By Linda O’Flanagan
One of the region’s biggest property owners is set to lead a call to action to protect New York from natural disasters like Hurricane Sandy.
Joseph Sitt, chief executive office of Thor Equities, said, “The importance of getting the political establishment to listen to the business community cannot be over-stated.
““By failing to spend money on secure infrastructure in the past, Hurricane Sandy is likely to cost New York $70 or $80 billion. Some-one has to deal with it, and deal with it now.ˮ
Sitt will join a panel of leading real estate and government officials who will lay out proposals for both the recovery process and planning for future disasters.
The forum is being hosted by accounting firm EisnerAmper and Real Estate Weekly and will take place on Thursday, December 13, from 8 to 10:15 a.m. at the NYC Bar Association, 42 West 44th Street.
As the owner of the some of the largest tracks of land in Coney Island and Red Hook, as well as a major downtown Manhattan property owner, Sitt said he got a “front row seatˮ of the carnage caused by Sandy.
“The experience has definitely allowed me to see the many issues that we need to address, from flood barriers to the installation of electrical supply systems,ˮ he said.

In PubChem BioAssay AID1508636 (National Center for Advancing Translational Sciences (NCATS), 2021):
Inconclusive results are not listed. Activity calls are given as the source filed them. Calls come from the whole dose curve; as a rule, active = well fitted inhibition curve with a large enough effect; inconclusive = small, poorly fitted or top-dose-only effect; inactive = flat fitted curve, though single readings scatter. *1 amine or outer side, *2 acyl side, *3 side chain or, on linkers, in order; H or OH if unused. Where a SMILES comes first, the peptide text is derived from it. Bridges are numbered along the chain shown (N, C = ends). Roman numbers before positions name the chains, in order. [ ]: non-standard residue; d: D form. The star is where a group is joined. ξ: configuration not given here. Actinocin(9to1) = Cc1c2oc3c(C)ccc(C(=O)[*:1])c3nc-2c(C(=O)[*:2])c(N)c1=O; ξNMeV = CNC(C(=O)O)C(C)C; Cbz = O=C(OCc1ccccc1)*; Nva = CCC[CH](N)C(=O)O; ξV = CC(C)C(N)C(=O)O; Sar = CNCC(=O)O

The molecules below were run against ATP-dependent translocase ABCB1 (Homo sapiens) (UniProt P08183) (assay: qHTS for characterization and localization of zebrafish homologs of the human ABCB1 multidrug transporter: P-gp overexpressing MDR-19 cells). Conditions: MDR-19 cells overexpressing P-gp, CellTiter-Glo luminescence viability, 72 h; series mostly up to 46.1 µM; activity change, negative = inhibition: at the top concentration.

“We are hoping this forum will allow us to present some of our ideas and get the politicians to pay attention.ˮ
Scott Rechler, vice chairman of the Board of Commissioners of the Port Authority and a major Long Island property owner, will also take part in the debate, which will be moderated by former Governor David Paterson.
“In the post-Sandy world, taking a step back and evaluating where we invest and how we invest in our transportation infrastructure is vital to our future,ˮ said Rechler, pointing out how a breakdown in mass transit and supply chains virtually froze the city’s economic engine in the days following the storm.
“”We have to look at where we harden our systems and which are the most critical steps to take.
“Governor Cuomo has taken an aggressive approach to trying to understand how we should behave in the future but, from an owners perspective, we can articulate how the storm impacted business, what it means to the markets and how people have to change how they operate their buildings to make them more prepared for the future.”
Another confirmed panelists at the free forum will include developer Steve Witkoff.
For information on this free event, contact Harry Dublinsky, CPA, program chairman at 212-891-8781 or email@example.com